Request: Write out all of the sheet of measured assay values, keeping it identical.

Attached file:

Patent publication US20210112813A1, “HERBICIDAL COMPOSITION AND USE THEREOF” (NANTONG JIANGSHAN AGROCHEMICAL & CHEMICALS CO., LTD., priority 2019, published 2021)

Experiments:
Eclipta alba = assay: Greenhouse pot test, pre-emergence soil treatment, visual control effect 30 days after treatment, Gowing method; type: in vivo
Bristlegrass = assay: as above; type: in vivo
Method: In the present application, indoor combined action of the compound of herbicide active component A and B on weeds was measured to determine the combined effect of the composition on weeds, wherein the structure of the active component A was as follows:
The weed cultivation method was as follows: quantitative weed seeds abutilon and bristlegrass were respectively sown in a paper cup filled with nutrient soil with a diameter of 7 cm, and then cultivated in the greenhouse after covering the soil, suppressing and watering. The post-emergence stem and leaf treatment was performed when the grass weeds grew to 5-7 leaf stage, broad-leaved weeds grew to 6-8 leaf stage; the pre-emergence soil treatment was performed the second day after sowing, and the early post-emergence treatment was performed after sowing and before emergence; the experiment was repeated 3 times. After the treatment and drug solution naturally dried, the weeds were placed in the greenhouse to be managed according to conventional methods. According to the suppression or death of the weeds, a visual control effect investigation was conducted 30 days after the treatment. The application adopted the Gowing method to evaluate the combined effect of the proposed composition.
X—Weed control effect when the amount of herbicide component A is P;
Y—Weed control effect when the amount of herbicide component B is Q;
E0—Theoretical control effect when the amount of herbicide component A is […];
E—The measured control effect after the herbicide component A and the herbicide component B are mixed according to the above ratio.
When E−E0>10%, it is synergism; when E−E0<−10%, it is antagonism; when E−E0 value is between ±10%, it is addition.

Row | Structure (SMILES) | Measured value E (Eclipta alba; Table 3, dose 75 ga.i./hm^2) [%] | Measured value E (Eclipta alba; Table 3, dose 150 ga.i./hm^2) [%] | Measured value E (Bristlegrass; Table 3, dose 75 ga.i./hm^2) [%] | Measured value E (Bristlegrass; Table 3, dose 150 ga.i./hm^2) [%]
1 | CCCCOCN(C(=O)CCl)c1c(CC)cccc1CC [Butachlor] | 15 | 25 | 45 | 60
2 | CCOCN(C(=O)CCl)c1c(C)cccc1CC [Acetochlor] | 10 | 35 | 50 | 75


Patent publication US20210112813A1, “HERBICIDAL COMPOSITION AND USE THEREOF” (NANTONG JIANGSHAN AGROCHEMICAL & CHEMICALS CO., LTD., priority 2019, published 2021)

Experiments:
Eclipta alba = assay: Greenhouse pot test, pre-emergence soil treatment, visual control effect 30 days after treatment, Gowing method; type: in vivo
Bristlegrass = assay: as above; type: in vivo
Method: In the present application, indoor combined action of the compound of herbicide active component A and B on weeds was measured to determine the combined effect of the composition on weeds, wherein the structure of the active component A was as follows:
The weed cultivation method was as follows: quantitative weed seeds abutilon and bristlegrass were respectively sown in a paper cup filled with nutrient soil with a diameter of 7 cm, and then cultivated in the greenhouse after covering the soil, suppressing and watering. The post-emergence stem and leaf treatment was performed when the grass weeds grew to 5-7 leaf stage, broad-leaved weeds grew to 6-8 leaf stage; the pre-emergence soil treatment was performed the second day after sowing, and the early post-emergence treatment was performed after sowing and before emergence; the experiment was repeated 3 times. After the treatment and drug solution naturally dried, the weeds were placed in the greenhouse to be managed according to conventional methods. According to the suppression or death of the weeds, a visual control effect investigation was conducted 30 days after the treatment. The application adopted the Gowing method to evaluate the combined effect of the proposed composition.
X—Weed control effect when the amount of herbicide component A is P;
Y—Weed control effect when the amount of herbicide component B is Q;
E0—Theoretical control effect when the amount of herbicide component A is […];
E—The measured control effect after the herbicide component A and the herbicide component B are mixed according to the above ratio.
When E−E0>10%, it is synergism; when E−E0<−10%, it is antagonism; when E−E0 value is between ±10%, it is addition.

Row | Structure (SMILES) | Measured value E (Eclipta alba; Table 3, dose 75 ga.i./hm^2) [%] | Measured value E (Eclipta alba; Table 3, dose 150 ga.i./hm^2) [%] | Measured value E (Bristlegrass; Table 3, dose 75 ga.i./hm^2) [%] | Measured value E (Bristlegrass; Table 3, dose 150 ga.i./hm^2) [%]
1 | CCCCOCN(C(=O)CCl)c1c(CC)cccc1CC [Butachlor] | 15 | 25 | 45 | 60
2 | CCOCN(C(=O)CCl)c1c(C)cccc1CC [Acetochlor] | 10 | 35 | 50 | 75